As Marie Kondo taught us in her popular show “Tidying Up With Marie Kondo,” everyone needs to assess their possessions, keep the things that speak to their hearts, and discard the things that no longer spark joy. So, while you toss out that dodgeball participation trophy from middle school, think about how you might apply this same lesson to your software delivery process.
For many developers, the answer is simple: it’s time to say goodbye to the release night.
While it may be a stretch to claim release nights ever brought us joy, there was a time when they served a purpose and had value. It used to be standard practice for software development teams to set a specific date on which they released software to customers. Because of the early stages of software development, organizations had no choice but to gather all the new code and ritualistically release at one time.
By replacing release nights with feature flags, you now have the freedom to release new code as quick and as often as you want.
For companies that practiced waterfall processes, release nights were very important. Release managers would spend days or even weeks organizing and planning these special nights, while the QA team continued to scour the code to find any remaining bugs. Once the big night finally arrived, teams weren’t necessarily filled with excitement and pride to show the world what they had been working on. Instead, they felt hesitant and doubtful about the release. Once the code went live, the team would have to spend hours anxiously testing the critical flows in production to make sure nothing broke.
Release nights are also stressful in part because developers need to know that features are working in production before releasing them to users. They no longer have the bandwidth to spend countless hours triaging unforeseen production issues deep into the night. There’s nothing more discouraging than testing a new feature in staging, building confidence that the feature is working, reviewing all requirements, and then seeing everything fall apart on the release night because the feature doesn’t work in production.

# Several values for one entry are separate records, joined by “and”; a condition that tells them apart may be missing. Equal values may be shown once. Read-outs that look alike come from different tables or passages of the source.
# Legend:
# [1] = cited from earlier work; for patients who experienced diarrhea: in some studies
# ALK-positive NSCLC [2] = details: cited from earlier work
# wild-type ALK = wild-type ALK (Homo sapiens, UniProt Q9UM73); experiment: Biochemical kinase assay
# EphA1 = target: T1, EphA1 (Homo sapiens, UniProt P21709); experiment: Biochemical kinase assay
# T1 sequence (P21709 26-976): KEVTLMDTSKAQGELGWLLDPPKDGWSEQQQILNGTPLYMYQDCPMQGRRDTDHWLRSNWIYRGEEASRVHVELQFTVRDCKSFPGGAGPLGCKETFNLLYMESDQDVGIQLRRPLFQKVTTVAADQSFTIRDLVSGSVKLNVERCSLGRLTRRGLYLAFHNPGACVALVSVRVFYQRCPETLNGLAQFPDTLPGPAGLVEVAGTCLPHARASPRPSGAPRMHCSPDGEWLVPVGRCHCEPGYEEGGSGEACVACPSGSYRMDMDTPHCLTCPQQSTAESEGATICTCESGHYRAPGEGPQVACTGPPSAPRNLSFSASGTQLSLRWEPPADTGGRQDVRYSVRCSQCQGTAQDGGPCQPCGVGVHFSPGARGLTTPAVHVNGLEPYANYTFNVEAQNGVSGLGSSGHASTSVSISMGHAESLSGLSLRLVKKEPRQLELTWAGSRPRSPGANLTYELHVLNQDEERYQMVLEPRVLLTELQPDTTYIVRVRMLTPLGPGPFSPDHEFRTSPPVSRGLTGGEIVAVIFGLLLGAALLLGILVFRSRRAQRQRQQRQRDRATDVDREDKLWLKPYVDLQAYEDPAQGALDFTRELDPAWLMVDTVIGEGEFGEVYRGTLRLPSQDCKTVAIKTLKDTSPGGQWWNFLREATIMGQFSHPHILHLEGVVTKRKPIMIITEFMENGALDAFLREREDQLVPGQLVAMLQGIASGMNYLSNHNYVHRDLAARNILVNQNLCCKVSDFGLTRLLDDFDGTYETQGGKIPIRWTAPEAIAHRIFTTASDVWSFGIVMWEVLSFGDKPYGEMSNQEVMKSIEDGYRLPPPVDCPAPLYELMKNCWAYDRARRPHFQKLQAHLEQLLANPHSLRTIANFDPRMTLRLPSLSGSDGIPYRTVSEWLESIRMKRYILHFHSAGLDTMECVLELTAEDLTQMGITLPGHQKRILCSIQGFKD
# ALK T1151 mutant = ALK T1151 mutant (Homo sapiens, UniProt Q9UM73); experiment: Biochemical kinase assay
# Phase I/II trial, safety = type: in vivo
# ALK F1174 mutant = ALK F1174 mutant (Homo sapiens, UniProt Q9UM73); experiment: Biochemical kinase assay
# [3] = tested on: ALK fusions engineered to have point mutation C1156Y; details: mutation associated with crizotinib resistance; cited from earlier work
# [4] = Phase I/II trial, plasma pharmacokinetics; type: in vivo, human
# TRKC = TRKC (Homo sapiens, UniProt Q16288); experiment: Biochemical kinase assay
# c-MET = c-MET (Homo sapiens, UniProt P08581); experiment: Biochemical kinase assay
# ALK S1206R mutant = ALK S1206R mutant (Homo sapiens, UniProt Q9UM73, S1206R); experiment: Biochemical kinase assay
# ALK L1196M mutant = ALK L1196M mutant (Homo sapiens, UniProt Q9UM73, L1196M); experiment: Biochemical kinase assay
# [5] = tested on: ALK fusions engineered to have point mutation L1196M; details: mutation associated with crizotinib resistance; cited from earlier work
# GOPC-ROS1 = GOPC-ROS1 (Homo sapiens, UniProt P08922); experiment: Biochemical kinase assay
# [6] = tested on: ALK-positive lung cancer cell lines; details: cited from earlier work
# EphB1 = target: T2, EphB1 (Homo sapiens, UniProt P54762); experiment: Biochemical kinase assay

Release nights also have a major flaw when it comes to data: the data that’s in the staging environment rarely matches the data in a production environment. This means you will more than likely end up with contradicting test results. It’s counterintuitive to put so much pressure on the development team to make a new feature perfect in staging if it’s bound to fail in production.
Feature Flags as a Replacement
Now that it’s been decided to discard release nights, what can you use in its place to spark joy in the software delivery process? The answer is to test the code in production with feature flags before releasing it to the entire user base. This way, you can decouple code deployment from feature release and clearly specify who sees which features at runtime. It also allows you to safely test the code and be confident that, even if you do find a bug, it will not affect the user base.
By replacing release nights with feature flags, you now have the freedom to release new code as quick and as often as you want. Literally, with a click of a button, you have the power to turn on a feature when it’s ready to test and turn it off when the test is complete, or when that feature is causing a negative user experience.
With feature flags as the main tool for releasing new code, you’re now free to do canary releases — also called percentage rollouts — which are impossible to do on release nights. Canary releases give the team flexibility to incrementally roll out a feature to a specific group of users before it’s available to the whole user base. These kinds of releases are perfect for configuration changes or product changes of a sensitive nature.
Just like businesses moved on from using outdated technologies like typewriters and faxes, it’s time to move on from release nights, embrace feature flags and start enjoying the code release process again.
Featured image via Pixabay.